“Addu Havaadhu: a true Maldivian culinary symbol”

By: Ali Ibrahim

Illustrations by: Fathmath Azleena


Addu Atoll, or Addu City as it’s currently known, has so many unique characteristics that make it stand out from the rest of the atolls in the Maldives. This includes a dialect of its own, rich cultural heritage,  unique geography and native birds such as Dhondheeni (White Tern) to name a few.

Addu also has a special place in local cuisine. Addu Bendi, or Addu Bondi as it’s known in other parts of the country, is synonymous with the people of the southernmost atoll in the archipelago. Same goes for Addu Havaadhu – a ‘brand’ just like Garudhiya (fish broth) and Rihaakuru (fish paste). Although Addu Havaadhu gets its name from Addu and is popular for being native to the atoll, it is also prepared in neighboring southern atolls of Huvadhoo and Fuvahmulah as well.

But what makes Addu Havaadhu so special?

It’s been said that the necessary ingredients to prepare Addu Havaadhu were not available elsewhere in the Maldives. The basic ingredients were brought in from other countries by native traders of Addu who traveled to neighboring countries such as India and Sri Lanka directly from Addu. They brought in the ingredients, cultivated them in different parts of Addu and used them to prepare Addu Havaadhu. Now, these ingredients are once again imported into the Maldives!

Addu Havaadhu is traditionally prepared for the Muslim holy month of Ramadan. It’s a social gathering where families or neighbors gather in one of the houses and prepare Havaadhu. The mixing and cooking are accompanied by fun-filled activities for the entire family, making it a pre-Ramadan celebration spanning at least two to three days.

The ingredients used to prepare Addu Havaadhu are too many to keep track of. They also vary from people to people but the basic ingredients have stayed the same throughout history. They include Kothambiri (coriander), Dhaviggadhu (fennel seeds) and Dhiri (cumin seeds), onion, cardamom, cinnamon, dried chili, curry leaves, pandan leaves, turmeric powder and many more! These fundamental ingredients alone make it richer and more flavorsome than the famous Indian equivalent of Garam Masala.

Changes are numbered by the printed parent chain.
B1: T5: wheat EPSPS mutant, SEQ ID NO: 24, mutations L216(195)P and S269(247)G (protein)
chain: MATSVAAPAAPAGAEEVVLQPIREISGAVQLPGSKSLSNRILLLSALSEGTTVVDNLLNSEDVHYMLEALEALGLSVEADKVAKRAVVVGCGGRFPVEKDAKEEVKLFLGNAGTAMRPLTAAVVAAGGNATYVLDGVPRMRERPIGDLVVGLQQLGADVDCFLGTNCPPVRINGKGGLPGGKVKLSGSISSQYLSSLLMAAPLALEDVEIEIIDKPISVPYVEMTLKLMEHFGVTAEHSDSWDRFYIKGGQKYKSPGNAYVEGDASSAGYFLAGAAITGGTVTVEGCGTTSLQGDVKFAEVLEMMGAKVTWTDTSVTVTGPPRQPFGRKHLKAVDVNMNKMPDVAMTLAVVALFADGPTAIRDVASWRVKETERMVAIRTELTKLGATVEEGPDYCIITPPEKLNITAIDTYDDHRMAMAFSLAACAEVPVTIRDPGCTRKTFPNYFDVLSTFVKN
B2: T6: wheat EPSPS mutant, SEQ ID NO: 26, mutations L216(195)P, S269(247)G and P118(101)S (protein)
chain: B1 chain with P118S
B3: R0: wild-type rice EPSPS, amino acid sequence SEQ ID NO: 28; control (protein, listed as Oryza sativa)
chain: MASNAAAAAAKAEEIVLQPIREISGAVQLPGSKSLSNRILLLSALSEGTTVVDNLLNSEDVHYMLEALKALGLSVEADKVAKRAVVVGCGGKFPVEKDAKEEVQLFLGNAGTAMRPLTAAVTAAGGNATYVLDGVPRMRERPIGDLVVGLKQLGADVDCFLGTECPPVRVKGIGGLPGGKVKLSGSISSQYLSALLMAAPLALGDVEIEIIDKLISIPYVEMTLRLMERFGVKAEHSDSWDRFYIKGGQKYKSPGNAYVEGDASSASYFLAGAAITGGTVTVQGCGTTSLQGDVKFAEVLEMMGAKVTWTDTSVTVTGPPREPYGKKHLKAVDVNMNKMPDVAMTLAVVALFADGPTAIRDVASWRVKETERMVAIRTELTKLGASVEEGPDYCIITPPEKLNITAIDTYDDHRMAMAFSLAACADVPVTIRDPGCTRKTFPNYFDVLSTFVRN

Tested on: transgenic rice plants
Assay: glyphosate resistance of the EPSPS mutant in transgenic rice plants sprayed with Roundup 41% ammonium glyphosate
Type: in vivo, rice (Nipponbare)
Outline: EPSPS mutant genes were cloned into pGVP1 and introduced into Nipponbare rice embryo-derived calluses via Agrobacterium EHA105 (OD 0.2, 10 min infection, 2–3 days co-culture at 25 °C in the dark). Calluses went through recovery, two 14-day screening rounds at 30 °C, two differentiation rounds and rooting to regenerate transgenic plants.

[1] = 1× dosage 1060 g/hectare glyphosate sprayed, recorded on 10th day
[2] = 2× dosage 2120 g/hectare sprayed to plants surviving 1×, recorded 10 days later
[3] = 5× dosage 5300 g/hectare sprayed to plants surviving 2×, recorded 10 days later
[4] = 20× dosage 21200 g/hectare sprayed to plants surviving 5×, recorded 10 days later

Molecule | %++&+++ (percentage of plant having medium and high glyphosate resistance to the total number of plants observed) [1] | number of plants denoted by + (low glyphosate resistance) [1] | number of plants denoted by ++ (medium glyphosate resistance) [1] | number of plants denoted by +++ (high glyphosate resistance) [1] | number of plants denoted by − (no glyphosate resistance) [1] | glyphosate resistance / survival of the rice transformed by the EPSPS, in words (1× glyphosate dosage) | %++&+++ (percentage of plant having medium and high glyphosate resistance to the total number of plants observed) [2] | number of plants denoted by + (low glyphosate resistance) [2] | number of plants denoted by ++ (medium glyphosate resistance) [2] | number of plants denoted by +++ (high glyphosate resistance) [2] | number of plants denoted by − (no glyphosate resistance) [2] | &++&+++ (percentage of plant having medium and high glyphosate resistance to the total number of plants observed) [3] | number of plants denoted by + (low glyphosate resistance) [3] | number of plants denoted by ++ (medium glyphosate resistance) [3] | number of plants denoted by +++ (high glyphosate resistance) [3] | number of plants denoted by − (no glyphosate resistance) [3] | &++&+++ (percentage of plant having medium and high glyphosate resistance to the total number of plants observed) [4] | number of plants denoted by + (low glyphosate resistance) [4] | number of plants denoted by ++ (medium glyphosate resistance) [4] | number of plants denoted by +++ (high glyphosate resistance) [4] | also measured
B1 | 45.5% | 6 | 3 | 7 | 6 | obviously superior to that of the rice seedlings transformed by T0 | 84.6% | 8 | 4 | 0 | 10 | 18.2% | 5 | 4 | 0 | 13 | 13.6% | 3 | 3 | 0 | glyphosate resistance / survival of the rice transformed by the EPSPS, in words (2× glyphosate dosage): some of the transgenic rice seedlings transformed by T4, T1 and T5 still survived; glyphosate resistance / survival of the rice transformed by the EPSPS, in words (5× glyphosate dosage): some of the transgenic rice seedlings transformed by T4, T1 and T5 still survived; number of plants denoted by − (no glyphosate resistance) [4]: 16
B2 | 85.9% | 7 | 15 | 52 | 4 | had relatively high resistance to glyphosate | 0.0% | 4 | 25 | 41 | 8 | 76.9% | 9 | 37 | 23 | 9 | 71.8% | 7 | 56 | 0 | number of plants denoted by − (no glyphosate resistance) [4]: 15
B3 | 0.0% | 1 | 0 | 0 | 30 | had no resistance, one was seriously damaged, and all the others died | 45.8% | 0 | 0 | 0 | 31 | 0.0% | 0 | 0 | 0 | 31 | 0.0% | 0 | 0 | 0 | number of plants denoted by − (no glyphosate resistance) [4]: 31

Preparation techniques also have slight variations, but the fundamentals are quite similar to the way Indian curry powders are prepared. Firstly, all the ingredients are sun-dried. They are then roasted in a wok and mixed with grated coconut. The mix is ground using a hand grinder until it partially becomes a paste. The paste is set aside for some time before packing it in containers.

Addu Havaadhu was originally prepared for personal or family use, making it a more quality alternative to curry powders used elsewhere in the Maldives. It was introduced to Male and the rest of the country when inhabitants of Addu began to migrate to the capital city in the early 1980s. Like native Addu people, Maldivians across the archipelago were drawn to the rich taste of dishes prepared with Addu Havaadhu.

The most popular dish made from Addu Havaadhu is Addu Reha, a tuna curry made just from Addu Havaadhu. Have you wondered why traditional Maldivian chicken curry tastes so good? Or what gives the unique taste to the Kulhimas (sautéed tuna chunks) you get with the Bondibaiy (rice pudding) distributed after naming a child? The magic is all in Addu Havaadhu!

Finally, for the people of Addu, Addu Reha to break their fast and Hanaakuri Mas for the midnight Haaru is a must during Ramadan!

The magic ingredient in the world famous Indian cuisine is the native curry powder (Havaadhu) used in those dishes. Likewise, Addu Havaadhu has become one of the key ingredients that make Maldivian food so mouth-watering. And so, culinary experts believe that Addu Havaadhu can be branded and promoted abroad – as a symbol of Maldivian culture and cuisine – just like Indian Masala.